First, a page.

Answer: It depends on the question we’re trying to answer.

In a post about Covid-19 deaths, Tyler Cowen writes:

By the way, deaths as a percentage of population isn’t the right metric here.  Losing 320,000 lives (including excess deaths) has about the same moral import, whether or not there are a billion Morlocks living under the earth’s surface, though that fact would change the loss greatly as measured in percentage terms and of course make it look much smaller.

Let’s start with a question that absolute deaths is the relevant metric for.

A murderer in Andorra kills 10 people. A murderer in China kills 10 people. In each case the victims are innocent.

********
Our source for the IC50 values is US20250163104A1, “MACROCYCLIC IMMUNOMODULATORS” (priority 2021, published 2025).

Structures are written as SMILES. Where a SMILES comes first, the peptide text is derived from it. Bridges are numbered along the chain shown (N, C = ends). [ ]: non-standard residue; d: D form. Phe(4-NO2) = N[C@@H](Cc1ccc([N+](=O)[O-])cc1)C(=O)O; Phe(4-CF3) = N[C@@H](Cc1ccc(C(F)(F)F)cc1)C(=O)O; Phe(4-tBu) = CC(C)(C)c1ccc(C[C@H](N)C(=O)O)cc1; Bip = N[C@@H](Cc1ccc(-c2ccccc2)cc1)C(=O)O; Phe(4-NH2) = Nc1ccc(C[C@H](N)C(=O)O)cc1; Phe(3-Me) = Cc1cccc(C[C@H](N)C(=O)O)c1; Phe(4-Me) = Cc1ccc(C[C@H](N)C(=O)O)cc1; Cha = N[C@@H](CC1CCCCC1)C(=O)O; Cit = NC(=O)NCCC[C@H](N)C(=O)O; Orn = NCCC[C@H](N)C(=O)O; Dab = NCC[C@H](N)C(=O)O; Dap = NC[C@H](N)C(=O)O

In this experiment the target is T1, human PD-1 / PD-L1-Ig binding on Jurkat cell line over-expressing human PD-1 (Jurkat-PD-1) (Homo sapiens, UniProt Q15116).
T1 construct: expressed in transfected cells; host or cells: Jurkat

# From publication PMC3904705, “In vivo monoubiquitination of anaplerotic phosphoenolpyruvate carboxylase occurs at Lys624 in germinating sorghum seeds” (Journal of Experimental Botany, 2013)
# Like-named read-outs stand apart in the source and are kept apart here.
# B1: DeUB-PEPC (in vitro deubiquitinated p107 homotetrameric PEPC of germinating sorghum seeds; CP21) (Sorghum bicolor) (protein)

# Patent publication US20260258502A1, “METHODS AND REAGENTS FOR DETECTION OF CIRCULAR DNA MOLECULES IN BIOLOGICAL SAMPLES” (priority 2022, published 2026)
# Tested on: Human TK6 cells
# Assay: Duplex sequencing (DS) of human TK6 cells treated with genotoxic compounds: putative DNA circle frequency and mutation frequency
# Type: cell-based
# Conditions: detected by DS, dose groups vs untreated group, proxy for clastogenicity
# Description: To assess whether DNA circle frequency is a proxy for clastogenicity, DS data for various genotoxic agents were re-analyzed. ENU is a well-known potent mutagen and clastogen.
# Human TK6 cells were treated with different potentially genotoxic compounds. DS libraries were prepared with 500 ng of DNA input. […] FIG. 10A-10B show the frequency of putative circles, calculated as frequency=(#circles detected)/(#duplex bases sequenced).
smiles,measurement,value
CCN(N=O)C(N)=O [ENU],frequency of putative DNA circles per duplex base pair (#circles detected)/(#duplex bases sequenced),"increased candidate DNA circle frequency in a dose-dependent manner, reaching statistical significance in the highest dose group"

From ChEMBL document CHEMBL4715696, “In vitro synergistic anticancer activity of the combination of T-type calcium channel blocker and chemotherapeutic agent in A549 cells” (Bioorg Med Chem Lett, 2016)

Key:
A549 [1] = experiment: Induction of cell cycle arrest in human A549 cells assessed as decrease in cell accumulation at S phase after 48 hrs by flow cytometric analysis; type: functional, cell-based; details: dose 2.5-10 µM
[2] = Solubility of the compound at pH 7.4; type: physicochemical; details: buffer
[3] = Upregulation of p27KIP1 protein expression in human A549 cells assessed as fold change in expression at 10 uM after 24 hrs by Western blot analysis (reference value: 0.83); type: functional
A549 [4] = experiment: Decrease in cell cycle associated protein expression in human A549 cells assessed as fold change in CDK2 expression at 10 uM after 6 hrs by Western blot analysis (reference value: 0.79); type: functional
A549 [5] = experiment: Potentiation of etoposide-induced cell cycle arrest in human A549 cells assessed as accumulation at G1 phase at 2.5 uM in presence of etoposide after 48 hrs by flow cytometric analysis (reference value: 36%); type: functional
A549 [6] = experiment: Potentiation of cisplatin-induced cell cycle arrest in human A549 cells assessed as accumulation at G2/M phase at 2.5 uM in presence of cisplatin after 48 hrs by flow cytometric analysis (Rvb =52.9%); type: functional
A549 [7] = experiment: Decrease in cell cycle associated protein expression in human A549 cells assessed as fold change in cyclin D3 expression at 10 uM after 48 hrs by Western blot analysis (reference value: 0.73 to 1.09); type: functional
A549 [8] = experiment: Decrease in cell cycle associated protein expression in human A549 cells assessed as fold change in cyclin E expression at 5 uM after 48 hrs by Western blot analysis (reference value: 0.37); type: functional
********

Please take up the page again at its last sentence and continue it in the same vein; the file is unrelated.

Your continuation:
Question: Is the murderer in Andorra, who has killed a much higher percent of Andorra’s population, more evil than the murderer in China who has killed a much lower percent of China’s population?

Answer: No.

So here’s where Tyler Cowen’s point is correct. And of course, to his credit, he makes clear that he’s talking about the moral point.

But let’s ask a different question: Which country do you want to live in if you know that there’s a murderer at large who plans to murder 10 people in that country? (Assume everything else about these countries is the same so that we can isolate the effect of the 10 murders.)  Would you want to live in Andorra or in China?